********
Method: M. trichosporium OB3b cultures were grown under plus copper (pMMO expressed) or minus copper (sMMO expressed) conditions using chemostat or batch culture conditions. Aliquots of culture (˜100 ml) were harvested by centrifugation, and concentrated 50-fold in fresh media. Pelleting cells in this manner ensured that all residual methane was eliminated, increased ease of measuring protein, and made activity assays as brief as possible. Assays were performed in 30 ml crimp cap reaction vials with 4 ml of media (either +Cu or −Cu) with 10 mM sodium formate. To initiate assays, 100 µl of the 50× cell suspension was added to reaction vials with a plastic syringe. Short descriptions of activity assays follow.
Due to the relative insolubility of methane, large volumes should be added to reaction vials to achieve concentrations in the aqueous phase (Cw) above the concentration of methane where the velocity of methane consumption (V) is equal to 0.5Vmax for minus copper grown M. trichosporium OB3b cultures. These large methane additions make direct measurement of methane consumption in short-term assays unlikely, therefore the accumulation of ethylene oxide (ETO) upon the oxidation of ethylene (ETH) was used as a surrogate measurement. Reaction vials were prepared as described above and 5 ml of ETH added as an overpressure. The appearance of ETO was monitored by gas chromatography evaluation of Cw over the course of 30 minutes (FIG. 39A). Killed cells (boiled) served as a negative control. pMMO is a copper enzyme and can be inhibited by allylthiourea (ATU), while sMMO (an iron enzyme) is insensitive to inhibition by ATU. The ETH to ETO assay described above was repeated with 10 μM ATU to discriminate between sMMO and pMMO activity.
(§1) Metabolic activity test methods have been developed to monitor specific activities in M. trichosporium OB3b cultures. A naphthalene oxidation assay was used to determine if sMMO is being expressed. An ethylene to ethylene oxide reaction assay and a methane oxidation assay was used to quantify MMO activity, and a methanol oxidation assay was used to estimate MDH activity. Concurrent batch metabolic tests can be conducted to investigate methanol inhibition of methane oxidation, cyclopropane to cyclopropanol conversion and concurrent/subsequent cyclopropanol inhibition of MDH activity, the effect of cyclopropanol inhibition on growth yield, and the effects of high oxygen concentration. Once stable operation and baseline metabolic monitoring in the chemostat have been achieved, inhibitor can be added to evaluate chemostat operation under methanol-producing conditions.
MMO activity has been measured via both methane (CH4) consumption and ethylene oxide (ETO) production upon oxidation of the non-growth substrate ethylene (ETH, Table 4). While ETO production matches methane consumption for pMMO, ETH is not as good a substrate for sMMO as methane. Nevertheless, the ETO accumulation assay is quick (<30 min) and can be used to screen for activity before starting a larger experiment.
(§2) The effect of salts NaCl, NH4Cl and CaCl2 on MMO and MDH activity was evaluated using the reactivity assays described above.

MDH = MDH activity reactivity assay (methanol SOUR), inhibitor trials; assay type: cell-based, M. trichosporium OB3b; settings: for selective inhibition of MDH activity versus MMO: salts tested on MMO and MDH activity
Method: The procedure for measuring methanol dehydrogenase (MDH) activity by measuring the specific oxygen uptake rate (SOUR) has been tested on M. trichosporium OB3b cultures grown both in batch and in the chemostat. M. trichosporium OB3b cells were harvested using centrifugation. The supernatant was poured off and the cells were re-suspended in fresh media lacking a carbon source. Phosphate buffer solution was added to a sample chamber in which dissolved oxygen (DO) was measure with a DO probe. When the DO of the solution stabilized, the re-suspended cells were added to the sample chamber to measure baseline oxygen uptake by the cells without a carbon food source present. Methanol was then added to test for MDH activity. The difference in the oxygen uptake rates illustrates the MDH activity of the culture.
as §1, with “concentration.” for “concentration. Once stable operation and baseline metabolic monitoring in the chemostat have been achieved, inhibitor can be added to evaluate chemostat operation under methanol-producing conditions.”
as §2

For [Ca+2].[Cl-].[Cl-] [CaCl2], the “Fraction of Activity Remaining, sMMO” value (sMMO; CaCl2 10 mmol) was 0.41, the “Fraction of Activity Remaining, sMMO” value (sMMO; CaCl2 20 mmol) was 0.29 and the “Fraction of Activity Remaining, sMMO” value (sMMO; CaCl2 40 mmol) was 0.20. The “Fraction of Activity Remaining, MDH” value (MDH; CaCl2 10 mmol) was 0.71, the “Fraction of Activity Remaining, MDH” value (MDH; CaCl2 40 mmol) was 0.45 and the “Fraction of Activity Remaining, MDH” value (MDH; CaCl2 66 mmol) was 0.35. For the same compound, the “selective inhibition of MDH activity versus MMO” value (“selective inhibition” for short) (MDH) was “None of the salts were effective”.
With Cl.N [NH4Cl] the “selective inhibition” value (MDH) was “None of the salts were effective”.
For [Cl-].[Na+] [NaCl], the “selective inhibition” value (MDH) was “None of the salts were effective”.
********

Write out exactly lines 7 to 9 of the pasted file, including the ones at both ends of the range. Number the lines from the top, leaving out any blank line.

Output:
Method: The procedure for measuring methanol dehydrogenase (MDH) activity by measuring the specific oxygen uptake rate (SOUR) has been tested on M. trichosporium OB3b cultures grown both in batch and in the chemostat. M. trichosporium OB3b cells were harvested using centrifugation. The supernatant was poured off and the cells were re-suspended in fresh media lacking a carbon source. Phosphate buffer solution was added to a sample chamber in which dissolved oxygen (DO) was measure with a DO probe. When the DO of the solution stabilized, the re-suspended cells were added to the sample chamber to measure baseline oxygen uptake by the cells without a carbon food source present. Methanol was then added to test for MDH activity. The difference in the oxygen uptake rates illustrates the MDH activity of the culture.
as §1, with “concentration.” for “concentration. Once stable operation and baseline metabolic monitoring in the chemostat have been achieved, inhibitor can be added to evaluate chemostat operation under methanol-producing conditions.”
as §2